Float Salamanca Spain

Some of the pasos have belonged to the brotherhoods for centuries, and many are artworks created by renowned Spanish artists. - Flickr

Procession Malaga Spain

In Spain, the largest and most famous Semana Santa processions are found in the cities of Cartagena, Málaga, Seville, Valladolid, Zamora, and Léon. - Flickr

Capuchones

The celebrations in 23 cities around Spain have been declared of international tourism interest, drawing hundreds of thousands of visitors each year. - Wikimedia Commons

Procession Bilbao

The region of Andalusia is known to host more “glamorous” processions, while those of Castile and Léon generally have a more somber atmosphere. - Flickr

Procession Quito Ecuador

Outside Spain, Semana Santa is actively celebrated in Catholic European countries such as Italy, Portugal and Malta, and in Hispanic countries around the world, including those of South and Central America (pictured above: Quito, Ecuador) and the Philippines. - Wikimedia Commons

Guatemala City, Semana Santa Procession

Men carrying a heavy paso float in Guatemala City. - Flickr

Philippines

In the Philippines, the proceedings take on an altogether more extreme and sinister turn: some participants engage in deep self-flagellation and actual cross nailings, despite those practices being condemned and banned by the church. - Boston.com

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What We Loved This Week, Mar. 13 – 19

The witch doctors of Sierra Leone, tiny structures built by insects, Texas’ female gun owners, European border photography, history’s most famous betrayals.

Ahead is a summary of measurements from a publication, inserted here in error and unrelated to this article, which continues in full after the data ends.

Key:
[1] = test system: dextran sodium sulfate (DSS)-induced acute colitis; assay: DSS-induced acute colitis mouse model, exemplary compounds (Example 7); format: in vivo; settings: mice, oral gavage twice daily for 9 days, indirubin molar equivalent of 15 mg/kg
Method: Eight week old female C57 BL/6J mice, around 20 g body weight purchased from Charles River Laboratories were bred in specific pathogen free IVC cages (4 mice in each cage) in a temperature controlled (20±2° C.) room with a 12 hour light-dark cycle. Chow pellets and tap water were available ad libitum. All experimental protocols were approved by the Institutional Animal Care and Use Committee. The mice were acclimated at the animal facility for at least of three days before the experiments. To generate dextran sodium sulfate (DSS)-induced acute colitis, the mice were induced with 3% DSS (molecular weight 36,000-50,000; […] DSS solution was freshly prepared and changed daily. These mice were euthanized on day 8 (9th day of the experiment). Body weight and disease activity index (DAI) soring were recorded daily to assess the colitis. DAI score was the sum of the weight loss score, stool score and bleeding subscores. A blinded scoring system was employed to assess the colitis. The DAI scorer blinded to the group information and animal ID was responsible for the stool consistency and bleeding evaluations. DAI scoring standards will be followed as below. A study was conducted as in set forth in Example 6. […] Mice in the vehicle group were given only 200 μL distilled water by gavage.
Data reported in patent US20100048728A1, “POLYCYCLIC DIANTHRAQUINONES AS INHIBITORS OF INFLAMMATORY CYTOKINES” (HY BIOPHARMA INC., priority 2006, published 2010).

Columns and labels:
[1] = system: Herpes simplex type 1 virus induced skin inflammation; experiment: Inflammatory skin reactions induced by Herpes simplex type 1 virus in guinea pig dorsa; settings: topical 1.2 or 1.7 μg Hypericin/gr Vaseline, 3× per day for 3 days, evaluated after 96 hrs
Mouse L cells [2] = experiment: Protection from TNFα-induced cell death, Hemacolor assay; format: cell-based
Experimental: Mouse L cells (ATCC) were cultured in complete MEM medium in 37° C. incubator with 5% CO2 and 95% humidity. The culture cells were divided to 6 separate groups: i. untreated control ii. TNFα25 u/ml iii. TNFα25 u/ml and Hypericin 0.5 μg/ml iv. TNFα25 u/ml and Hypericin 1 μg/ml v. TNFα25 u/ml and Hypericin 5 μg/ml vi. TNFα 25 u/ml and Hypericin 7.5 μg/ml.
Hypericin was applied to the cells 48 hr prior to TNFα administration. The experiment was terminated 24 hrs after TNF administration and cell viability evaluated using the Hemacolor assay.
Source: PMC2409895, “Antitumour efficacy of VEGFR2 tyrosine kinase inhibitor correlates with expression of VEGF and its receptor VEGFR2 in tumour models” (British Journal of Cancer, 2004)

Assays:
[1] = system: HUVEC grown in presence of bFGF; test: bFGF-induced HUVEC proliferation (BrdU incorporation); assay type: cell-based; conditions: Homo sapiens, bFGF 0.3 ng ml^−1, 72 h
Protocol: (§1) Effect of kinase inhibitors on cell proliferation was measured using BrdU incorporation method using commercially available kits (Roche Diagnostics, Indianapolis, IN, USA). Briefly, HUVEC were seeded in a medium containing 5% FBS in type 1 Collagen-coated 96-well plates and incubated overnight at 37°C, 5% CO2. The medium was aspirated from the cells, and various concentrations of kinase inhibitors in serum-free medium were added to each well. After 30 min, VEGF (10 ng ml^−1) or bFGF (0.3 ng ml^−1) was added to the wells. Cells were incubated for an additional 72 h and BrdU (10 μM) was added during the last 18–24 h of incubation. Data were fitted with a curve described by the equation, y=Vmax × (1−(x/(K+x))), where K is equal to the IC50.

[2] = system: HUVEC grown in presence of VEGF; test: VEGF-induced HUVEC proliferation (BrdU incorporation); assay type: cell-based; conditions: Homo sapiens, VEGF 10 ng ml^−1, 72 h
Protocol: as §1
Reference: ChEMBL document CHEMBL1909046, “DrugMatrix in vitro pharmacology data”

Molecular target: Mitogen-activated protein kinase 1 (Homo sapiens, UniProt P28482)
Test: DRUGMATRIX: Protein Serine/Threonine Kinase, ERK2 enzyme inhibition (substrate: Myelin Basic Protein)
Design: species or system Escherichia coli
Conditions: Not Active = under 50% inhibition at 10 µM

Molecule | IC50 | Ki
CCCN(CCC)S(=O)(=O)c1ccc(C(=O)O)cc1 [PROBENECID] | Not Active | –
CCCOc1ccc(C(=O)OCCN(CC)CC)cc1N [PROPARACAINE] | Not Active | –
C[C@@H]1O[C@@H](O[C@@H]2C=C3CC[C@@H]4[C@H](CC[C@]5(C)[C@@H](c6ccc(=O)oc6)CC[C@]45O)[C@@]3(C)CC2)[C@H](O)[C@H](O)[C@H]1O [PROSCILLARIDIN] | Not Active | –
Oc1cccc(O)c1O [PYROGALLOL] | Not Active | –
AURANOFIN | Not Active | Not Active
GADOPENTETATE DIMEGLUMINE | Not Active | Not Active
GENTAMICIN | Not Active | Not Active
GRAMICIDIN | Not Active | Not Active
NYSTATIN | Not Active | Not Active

Witch Doctors Sierra Leone Teeth

Image Source: VICE

Spending A Week With The Witch Doctors Of Sierra Leone

Witch Doctors Sierra Leone

Image Source: VICE

When an American thinks of a physician, images of stethoscopes and syringes often come to mind. In Sierra Leone, at least among self-proclaimed witch doctors, things are a bit different. These unconventional medics often use black magic and herbal medicines to cure the sick, and claim that they can curse or even kill their enemies.

Intrigued by their practices, a VICE reporter went down to Sierra Leone to visit these doctors, all of whom are members of the National Council of Traditional Healers, and learn more about their craft. Check out her photographic documentation of the trip at VICE.

Witch Doctors Sierra Leone Pointing

Image Source: VICE

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The Tragic Heroism Of Gisella Perl, “The Angel of Auschwitz”

Forced to work for the notorious Dr. Josef Mengele at Auschwitz, Gisella Perl risked all to save as many lives as she could. This is her incredible, heartbreaking story.

Gisella Perl

Gisella Perl with a baby. Image Source: Wikipedia

We have previously shared the story of Stanislawa Leszczyńska, a midwife at Auschwitz who delivered almost 3,000 babies while imprisoned in the concentration camp.

But while Stanislawa delivered infants, another Jewish medical professional risked her life to save the lives of other women in Auschwitz: a gynecologist named Dr. Gisella Perl. Under the watchful, evil eye of Dr. Josef Mengele, Perl realized that in order to save the lives of the women in her care, she could not safely deliver babies like Stanislawa. Instead, Perl performed abortions.